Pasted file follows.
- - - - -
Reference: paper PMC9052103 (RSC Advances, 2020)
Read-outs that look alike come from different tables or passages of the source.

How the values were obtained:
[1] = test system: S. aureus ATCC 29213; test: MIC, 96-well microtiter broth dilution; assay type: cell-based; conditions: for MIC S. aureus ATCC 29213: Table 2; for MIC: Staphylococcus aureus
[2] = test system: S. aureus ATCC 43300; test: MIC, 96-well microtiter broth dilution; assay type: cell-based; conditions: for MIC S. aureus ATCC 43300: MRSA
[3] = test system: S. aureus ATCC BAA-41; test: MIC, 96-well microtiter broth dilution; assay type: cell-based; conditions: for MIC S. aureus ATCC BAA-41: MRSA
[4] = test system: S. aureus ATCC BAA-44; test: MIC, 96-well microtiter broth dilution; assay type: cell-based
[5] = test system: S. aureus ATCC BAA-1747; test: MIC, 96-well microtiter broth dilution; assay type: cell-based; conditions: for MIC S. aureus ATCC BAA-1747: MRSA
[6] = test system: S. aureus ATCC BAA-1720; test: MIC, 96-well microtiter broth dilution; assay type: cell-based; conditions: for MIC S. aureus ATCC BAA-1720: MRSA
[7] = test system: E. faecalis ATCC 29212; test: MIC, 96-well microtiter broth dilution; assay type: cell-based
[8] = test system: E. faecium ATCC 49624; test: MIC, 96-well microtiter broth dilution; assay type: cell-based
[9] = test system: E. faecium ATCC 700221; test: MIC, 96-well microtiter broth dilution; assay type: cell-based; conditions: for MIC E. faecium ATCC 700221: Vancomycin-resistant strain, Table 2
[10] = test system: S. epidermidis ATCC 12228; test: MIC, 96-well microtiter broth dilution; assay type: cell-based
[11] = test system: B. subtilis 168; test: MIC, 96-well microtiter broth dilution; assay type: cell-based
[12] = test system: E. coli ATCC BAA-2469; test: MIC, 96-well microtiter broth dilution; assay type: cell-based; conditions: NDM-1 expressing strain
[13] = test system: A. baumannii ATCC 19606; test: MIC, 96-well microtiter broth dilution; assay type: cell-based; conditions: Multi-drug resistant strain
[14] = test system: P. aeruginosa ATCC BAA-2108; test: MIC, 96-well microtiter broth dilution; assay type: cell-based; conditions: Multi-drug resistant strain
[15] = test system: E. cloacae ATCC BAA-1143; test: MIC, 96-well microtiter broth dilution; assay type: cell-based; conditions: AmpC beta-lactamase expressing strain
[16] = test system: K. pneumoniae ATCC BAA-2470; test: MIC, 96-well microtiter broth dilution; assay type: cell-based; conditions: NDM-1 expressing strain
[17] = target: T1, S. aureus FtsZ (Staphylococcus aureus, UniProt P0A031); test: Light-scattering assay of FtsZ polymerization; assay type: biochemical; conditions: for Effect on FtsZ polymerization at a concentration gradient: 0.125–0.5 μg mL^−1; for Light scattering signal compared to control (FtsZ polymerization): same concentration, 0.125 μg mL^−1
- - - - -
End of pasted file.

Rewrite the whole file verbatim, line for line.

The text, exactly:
Reference: paper PMC9052103 (RSC Advances, 2020)
Read-outs that look alike come from different tables or passages of the source.

How the values were obtained:
[1] = test system: S. aureus ATCC 29213; test: MIC, 96-well microtiter broth dilution; assay type: cell-based; conditions: for MIC S. aureus ATCC 29213: Table 2; for MIC: Staphylococcus aureus
[2] = test system: S. aureus ATCC 43300; test: MIC, 96-well microtiter broth dilution; assay type: cell-based; conditions: for MIC S. aureus ATCC 43300: MRSA
[3] = test system: S. aureus ATCC BAA-41; test: MIC, 96-well microtiter broth dilution; assay type: cell-based; conditions: for MIC S. aureus ATCC BAA-41: MRSA
[4] = test system: S. aureus ATCC BAA-44; test: MIC, 96-well microtiter broth dilution; assay type: cell-based
[5] = test system: S. aureus ATCC BAA-1747; test: MIC, 96-well microtiter broth dilution; assay type: cell-based; conditions: for MIC S. aureus ATCC BAA-1747: MRSA
[6] = test system: S. aureus ATCC BAA-1720; test: MIC, 96-well microtiter broth dilution; assay type: cell-based; conditions: for MIC S. aureus ATCC BAA-1720: MRSA
[7] = test system: E. faecalis ATCC 29212; test: MIC, 96-well microtiter broth dilution; assay type: cell-based
[8] = test system: E. faecium ATCC 49624; test: MIC, 96-well microtiter broth dilution; assay type: cell-based
[9] = test system: E. faecium ATCC 700221; test: MIC, 96-well microtiter broth dilution; assay type: cell-based; conditions: for MIC E. faecium ATCC 700221: Vancomycin-resistant strain, Table 2
[10] = test system: S. epidermidis ATCC 12228; test: MIC, 96-well microtiter broth dilution; assay type: cell-based
[11] = test system: B. subtilis 168; test: MIC, 96-well microtiter broth dilution; assay type: cell-based
[12] = test system: E. coli ATCC BAA-2469; test: MIC, 96-well microtiter broth dilution; assay type: cell-based; conditions: NDM-1 expressing strain
[13] = test system: A. baumannii ATCC 19606; test: MIC, 96-well microtiter broth dilution; assay type: cell-based; conditions: Multi-drug resistant strain
[14] = test system: P. aeruginosa ATCC BAA-2108; test: MIC, 96-well microtiter broth dilution; assay type: cell-based; conditions: Multi-drug resistant strain
[15] = test system: E. cloacae ATCC BAA-1143; test: MIC, 96-well microtiter broth dilution; assay type: cell-based; conditions: AmpC beta-lactamase expressing strain
[16] = test system: K. pneumoniae ATCC BAA-2470; test: MIC, 96-well microtiter broth dilution; assay type: cell-based; conditions: NDM-1 expressing strain
[17] = target: T1, S. aureus FtsZ (Staphylococcus aureus, UniProt P0A031); test: Light-scattering assay of FtsZ polymerization; assay type: biochemical; conditions: for Effect on FtsZ polymerization at a concentration gradient: 0.125–0.5 μg mL^−1; for Light scattering signal compared to control (FtsZ polymerization): same concentration, 0.125 μg mL^−1